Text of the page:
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Craniodiaphyseal dysplasia is an unusual genetic disorder in which calcium builds up excessively in the bones, causing extreme thickening and hardness. It is progressive, and typically becomes fatal in childhood because it interferes so severely with neurological function. Treatment options are available to manage craniodiaphyseal dysplasia, including surgery and medications to improve quality of life. Also known as lionitis, the condition appears to be recessive, and very few cases have been described, which makes determining genetic links difficult.
Some of the most marked features of this disease appear in the skull and face. As the skull thickens, the facial features can distort, and the patient’s face may become rounded and elongated. Within the skull, the series of holes known as foramina which provide openings for nerves, blood vessels, and ligaments begin to narrow. Initially this may cause problems like recurrent sinus infections because of poor drainage.
Over time, neurological symptoms can develop because the narrowing foramina start to compress the patient’s nerves. Blindness and deafness can occur, and patients may develop partial or total paralysis due to compression of the spinal cord. A doctor may recommend surgery for decompression, but the craniodiaphyseal dysplasia can replace the removed bone after the surgery, and the problem can reoccur. Surgery can also carry significant risks, as it may involve delicate structures.
The rest of the body can also develop signs of craniodiaphyseal dysplasia. Growth plates at the ends of the long bones may begin to thicken and harden too early. On an x-ray, it can be possible to see areas of unusual bone density, showing areas where calcium is building up excessively and large numbers of osteoblasts, the cells that make new bone, are present. Eventually, the thickening can outstrip available treatments and the patient may die due to nerve and blood vessel compression.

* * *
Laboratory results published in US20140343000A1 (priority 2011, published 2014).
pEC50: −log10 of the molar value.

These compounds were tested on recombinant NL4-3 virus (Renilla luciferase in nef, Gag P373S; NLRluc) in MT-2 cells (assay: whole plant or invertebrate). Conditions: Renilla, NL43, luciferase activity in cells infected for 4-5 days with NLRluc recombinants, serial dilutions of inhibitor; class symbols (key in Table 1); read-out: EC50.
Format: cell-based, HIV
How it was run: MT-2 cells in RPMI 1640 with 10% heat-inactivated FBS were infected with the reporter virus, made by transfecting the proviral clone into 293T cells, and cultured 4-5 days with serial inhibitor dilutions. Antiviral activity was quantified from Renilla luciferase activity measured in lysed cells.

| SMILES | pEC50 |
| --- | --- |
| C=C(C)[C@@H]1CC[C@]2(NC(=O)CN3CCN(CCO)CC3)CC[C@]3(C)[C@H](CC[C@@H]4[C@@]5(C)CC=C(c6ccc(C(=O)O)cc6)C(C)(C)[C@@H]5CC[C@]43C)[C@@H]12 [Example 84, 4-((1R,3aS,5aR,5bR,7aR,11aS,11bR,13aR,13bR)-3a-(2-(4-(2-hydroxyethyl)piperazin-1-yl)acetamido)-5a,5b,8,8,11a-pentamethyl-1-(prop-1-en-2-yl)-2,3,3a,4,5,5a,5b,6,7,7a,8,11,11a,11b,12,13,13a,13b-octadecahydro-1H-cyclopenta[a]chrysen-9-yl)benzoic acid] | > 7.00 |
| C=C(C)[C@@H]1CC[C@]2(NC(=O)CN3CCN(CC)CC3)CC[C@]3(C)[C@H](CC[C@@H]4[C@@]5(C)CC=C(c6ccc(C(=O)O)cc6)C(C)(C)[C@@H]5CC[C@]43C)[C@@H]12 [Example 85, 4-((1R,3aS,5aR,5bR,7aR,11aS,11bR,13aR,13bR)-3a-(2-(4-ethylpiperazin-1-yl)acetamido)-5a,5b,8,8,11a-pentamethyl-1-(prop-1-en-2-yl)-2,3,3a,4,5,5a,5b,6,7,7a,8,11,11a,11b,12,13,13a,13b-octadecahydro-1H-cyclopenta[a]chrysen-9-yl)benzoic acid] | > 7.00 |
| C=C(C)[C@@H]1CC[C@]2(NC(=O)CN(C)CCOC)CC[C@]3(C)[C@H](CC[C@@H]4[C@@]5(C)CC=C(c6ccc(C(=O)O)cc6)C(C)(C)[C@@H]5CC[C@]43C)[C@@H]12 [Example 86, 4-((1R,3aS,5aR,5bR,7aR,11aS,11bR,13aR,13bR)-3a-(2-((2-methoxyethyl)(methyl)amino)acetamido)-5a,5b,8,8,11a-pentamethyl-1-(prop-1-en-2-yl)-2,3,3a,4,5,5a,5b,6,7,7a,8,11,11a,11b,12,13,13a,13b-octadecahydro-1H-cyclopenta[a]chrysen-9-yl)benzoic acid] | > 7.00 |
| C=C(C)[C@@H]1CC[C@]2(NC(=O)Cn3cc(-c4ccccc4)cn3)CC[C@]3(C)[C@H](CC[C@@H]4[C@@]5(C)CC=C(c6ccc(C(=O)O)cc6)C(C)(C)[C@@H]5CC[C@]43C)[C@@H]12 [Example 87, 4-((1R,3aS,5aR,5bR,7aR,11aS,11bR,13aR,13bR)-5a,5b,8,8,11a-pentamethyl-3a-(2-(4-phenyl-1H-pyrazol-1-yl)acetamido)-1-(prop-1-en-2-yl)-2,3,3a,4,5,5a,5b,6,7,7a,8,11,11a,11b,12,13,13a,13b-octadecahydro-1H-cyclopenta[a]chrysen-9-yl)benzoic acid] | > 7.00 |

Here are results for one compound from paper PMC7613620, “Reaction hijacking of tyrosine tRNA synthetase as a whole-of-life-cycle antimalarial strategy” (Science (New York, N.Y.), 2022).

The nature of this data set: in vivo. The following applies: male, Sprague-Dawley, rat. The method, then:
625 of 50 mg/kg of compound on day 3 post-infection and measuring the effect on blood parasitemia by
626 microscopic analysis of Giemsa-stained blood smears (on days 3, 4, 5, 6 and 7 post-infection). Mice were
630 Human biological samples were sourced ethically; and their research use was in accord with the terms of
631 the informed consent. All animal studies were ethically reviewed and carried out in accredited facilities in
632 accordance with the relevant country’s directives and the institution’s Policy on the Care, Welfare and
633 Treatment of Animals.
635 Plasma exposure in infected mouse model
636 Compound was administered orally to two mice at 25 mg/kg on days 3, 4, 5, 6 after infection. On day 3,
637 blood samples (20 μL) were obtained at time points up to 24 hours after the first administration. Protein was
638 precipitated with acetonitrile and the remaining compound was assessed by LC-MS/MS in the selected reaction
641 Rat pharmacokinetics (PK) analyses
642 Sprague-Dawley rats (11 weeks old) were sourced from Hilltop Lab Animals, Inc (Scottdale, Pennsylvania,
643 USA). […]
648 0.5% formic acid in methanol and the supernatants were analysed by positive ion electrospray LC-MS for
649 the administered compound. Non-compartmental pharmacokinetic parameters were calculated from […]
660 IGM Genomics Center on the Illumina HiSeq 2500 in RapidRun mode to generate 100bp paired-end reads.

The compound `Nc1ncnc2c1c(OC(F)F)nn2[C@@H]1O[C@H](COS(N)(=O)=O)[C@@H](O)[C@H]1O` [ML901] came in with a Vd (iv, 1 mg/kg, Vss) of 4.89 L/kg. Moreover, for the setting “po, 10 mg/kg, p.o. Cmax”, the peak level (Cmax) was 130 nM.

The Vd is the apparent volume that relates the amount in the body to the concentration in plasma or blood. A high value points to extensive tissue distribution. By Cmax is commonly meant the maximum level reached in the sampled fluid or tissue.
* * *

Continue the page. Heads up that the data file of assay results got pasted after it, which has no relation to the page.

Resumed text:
This skeletal disorder is highly unusual, and is not typically considered in young patients who present with skeletal abnormalities. As the condition progresses, a diagnosis of craniodiaphyseal dysplasia can become more evident, because it may be the only condition that truly fits the symptoms. The extreme rarity of the condition can make it a topic of interest for specialists, who may be able to offer suggestions for management and treatment that take advantage of new medications and surgical techniques. As of 2011, little was known about the disorder and prenatal diagnostic testing was not available or considered a high priority due to the low incidence of the condition.
Craniodiaphyseal dysplasia seems like a horrible genetic disorder to have, although no disorder is a good disorder.
It is horrible that this genetic disorder is difficult to detect in younger patients, as they are the ones who die from it most often.
It is also sad that even most scientists and doctors know little about craniodiaphyseal dysplasia, therefore the people who do have this disorder can not get answers to most of their questions, and more importantly, they can not get the help that they so desperately need.
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